Review: Amelia Anne is Dead and Gone by Kat Rosenfield

Title: Amelia Anne is Dead and Gone

Author: Kat Rosenfield

Publisher: Dutton Juvenile

Release: July 5th, 2012

Interest: 2012 Debut Author / Contemporary

Source: Purchased

Summary (From Goodreads):  An arresting un-coming-of-age story, from a breathtaking talent.

Becca has always longed to break free from her small, backwater hometown. But the discovery of an unidentified dead girl on the side of a dirt road sends the town–and Becca–into a tailspin. Unable to make sense of the violence of the outside world creeping into her backyard, Becca finds herself retreating inward, paralyzed from moving forward for the first time in her life.

Short chapters detailing the last days of Amelia Anne Richardson’s life are intercut with Becca’s own summer as the parallel stories of two young women struggling with self-identity and relationships on the edge twist the reader closer and closer to the truth about Amelia’s death.

I love a good mystery, especially when it’s a richly written contemporary mystery.  Amelia Anne is Dead and Gone has a lot going for it, but it also has a few flaws as well.

Books with more than one point of view almost always win me over and pique my interest.  There’s so much to gain from the story when we can read and learn from more than one character.  Kat Rosenfield provided us mainly with Becca’s point of view, but she also gave us Amelia Anne’s point of view hours before her death.  What made this added perspective even more interesting is how much Amelia Anne’s life paralleled Becca’s.  The pacing for this worked well also since we have it every two or three chapters.  It’s just enough to make us want more from her story and to see how it connects to Becca’s.

Something that begs to be mentioned is the setting of Amelia Anne is Dead and Gone.  Bridgeton is a very small town with a tight-knit community.  The idea of either being an outsider or an insider is abundantly stressed in the story.  Becca feels like an outsider in her own town and has dreams of leaving, but once that opportunity grows nearer it becomes that much scarier.  Amelia Anne is an outsider which makes her murder in their town all the more shocking.  No one knows who she is, where she’s from, or who killed her.  The murder throws all of Bridgeton into a frenzy of gossip and pointing fingers; Becca even starts to feel more attached to her town.  I had a hard time believing how much this murder affected everyone, but I’m also not from a small town.  Regardless, the setting really becomes a major character in the story.  The stress and tension grows to the point that I could feel it while reading.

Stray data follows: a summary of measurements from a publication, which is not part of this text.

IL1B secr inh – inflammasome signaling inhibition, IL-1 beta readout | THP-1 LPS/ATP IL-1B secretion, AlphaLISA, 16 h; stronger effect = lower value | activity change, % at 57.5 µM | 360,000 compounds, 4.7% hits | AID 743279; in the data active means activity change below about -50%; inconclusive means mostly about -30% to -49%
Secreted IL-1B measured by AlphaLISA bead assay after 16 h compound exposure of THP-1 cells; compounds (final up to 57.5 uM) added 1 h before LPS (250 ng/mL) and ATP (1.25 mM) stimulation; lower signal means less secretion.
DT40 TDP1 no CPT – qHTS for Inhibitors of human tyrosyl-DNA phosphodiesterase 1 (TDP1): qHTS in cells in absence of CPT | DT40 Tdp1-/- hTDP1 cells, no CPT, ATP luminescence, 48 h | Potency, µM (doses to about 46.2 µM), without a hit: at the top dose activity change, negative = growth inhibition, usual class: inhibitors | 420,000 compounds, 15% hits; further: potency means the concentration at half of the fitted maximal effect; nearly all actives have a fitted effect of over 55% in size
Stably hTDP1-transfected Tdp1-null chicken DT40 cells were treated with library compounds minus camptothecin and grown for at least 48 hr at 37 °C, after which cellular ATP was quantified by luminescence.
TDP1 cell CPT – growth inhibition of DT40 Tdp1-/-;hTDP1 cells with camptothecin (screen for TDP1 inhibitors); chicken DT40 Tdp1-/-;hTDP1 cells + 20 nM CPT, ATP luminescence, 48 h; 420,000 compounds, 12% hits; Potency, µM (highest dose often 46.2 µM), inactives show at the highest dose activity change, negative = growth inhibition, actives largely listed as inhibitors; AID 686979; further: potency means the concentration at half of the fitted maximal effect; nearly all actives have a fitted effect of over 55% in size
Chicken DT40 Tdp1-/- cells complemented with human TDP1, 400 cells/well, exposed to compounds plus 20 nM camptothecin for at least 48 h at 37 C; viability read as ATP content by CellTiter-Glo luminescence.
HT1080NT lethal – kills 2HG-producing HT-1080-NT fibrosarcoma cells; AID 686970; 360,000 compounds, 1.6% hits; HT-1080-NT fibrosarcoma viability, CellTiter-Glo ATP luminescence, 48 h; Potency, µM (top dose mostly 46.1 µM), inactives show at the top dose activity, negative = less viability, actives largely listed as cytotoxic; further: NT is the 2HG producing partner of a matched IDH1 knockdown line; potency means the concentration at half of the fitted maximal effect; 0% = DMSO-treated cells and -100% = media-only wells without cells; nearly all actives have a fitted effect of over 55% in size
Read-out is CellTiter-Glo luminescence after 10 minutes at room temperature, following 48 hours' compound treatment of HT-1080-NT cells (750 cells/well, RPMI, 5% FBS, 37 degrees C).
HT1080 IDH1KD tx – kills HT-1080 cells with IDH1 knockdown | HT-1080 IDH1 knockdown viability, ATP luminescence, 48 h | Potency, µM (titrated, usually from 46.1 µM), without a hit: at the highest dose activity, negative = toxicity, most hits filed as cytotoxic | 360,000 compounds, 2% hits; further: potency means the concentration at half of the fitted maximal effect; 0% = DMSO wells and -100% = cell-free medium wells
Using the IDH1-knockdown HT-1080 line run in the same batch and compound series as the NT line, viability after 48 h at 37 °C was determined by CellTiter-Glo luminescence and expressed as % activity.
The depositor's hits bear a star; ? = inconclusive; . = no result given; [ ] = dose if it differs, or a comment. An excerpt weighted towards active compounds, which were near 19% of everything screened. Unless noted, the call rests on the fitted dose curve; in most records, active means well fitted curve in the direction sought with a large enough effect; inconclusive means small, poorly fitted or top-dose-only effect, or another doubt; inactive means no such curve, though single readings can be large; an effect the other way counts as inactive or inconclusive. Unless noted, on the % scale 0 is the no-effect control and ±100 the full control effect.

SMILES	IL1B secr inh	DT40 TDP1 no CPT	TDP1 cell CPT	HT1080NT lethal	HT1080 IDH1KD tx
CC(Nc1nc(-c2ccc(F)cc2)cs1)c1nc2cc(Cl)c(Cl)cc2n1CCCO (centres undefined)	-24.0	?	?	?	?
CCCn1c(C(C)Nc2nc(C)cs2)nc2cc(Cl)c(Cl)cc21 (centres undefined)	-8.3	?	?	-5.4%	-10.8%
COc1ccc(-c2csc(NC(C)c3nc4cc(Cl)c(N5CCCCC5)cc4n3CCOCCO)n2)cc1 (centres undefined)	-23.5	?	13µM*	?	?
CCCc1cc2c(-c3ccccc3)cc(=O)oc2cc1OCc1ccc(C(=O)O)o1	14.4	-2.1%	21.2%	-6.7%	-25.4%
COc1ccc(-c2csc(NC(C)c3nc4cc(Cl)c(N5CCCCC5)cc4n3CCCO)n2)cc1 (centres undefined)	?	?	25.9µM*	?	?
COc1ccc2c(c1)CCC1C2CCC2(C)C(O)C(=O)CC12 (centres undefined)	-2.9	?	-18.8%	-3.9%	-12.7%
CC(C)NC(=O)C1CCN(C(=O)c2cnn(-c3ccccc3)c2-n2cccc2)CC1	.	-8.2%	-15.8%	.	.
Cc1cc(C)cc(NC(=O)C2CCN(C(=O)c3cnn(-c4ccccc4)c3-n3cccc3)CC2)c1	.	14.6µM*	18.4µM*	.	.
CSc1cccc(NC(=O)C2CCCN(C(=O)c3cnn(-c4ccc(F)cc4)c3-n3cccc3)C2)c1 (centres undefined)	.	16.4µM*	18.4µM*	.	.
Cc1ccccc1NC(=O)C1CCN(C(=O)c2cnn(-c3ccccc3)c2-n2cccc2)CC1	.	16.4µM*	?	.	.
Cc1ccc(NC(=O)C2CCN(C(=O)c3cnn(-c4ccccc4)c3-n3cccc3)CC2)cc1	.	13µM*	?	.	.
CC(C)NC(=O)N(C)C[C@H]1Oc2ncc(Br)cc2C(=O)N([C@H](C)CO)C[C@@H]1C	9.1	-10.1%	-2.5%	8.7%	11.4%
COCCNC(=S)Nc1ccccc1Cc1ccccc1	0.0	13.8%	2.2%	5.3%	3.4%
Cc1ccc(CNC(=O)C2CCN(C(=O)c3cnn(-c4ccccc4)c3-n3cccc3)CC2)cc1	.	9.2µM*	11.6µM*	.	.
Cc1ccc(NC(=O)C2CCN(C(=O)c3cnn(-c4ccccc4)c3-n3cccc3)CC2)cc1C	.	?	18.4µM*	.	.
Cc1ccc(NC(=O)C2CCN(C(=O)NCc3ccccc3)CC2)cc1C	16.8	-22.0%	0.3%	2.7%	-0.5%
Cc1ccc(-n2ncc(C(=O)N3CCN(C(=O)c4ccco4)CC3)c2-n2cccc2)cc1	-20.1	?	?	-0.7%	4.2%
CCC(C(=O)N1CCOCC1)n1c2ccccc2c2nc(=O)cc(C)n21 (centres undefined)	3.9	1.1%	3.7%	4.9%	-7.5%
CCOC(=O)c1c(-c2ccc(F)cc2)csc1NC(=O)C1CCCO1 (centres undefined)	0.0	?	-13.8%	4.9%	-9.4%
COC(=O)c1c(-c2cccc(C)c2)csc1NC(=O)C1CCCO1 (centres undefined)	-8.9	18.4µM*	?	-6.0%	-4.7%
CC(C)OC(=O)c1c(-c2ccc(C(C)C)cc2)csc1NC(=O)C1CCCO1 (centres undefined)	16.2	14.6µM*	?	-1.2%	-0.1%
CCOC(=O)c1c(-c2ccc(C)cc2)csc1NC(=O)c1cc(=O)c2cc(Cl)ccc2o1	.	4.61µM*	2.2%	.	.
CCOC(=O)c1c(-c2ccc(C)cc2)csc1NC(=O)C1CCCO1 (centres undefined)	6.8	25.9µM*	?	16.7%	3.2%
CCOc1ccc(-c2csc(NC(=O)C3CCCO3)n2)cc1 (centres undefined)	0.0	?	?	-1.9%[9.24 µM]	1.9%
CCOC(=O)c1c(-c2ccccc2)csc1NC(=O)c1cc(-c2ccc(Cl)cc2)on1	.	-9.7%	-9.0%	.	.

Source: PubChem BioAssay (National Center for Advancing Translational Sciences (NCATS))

As most reviewers have said, Kat Rosenfield has written a lush, beautiful debut novel.  The story is engrossing and vivid and kept me reading page after page.  My big qualm with Amelia Anne is Dead and Gone is how jumpy the plot is.  Becca very often flashes back to earlier in the year without any warning.  She also narrates different characters’ stories.  These jumps in time happen without any kind of visual cue.  The reader would benefit from a page break or a different font style when Becca switches time periods and focus.  Overall, I don’t know if I really liked Becca all that much as a character.  She’s incredibly naive, understandably so, and it’s believable but it grew on my nerves.  I wanted her to ask questions.  I found myself relating more to Amelia and enjoying her character so much more.  She’s years ahead of Becca and knows how to go after what she wants.  She’s confident and standing up for herself.  As I was reading I kept hoping that Becca will grow to be like Amelia in those ways.

Amelia Anne is Dead and Gone is a great choice if you enjoy contemporary literary YA.  It’s a fast-paced, gritty debut that I can see becoming quite popular in my classroom.  I’ll feel comfortable recommending this to some of my freshmen, but I don’t think I’d hand this over to middle school students.  The story isn’t overly mature, but it does deal with mature situations and language that might be a little advanced for middle school students.

Comments

  1. Wow, when this book to arrive in Brazil i’ll read. or so i’ll read the version e-book if i to find. me seems to be very nice

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